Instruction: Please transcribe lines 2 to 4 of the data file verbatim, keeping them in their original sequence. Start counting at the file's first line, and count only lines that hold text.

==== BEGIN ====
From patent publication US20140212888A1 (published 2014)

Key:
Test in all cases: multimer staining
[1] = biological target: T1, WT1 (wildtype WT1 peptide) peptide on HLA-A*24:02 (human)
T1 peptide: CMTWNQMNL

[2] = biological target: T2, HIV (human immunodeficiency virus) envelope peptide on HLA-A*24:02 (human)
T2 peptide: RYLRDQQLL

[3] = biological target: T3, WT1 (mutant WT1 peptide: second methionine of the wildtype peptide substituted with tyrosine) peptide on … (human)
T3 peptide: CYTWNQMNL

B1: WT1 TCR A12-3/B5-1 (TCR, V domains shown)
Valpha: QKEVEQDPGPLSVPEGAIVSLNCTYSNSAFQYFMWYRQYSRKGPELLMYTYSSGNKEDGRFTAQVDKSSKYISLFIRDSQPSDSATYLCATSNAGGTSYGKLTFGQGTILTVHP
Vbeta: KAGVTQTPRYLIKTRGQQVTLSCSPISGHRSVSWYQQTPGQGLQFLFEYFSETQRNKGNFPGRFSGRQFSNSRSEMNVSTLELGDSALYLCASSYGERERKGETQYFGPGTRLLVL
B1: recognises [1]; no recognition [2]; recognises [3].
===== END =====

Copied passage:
Key:
Test in all cases: multimer staining
[1] = biological target: T1, WT1 (wildtype WT1 peptide) peptide on HLA-A*24:02 (human)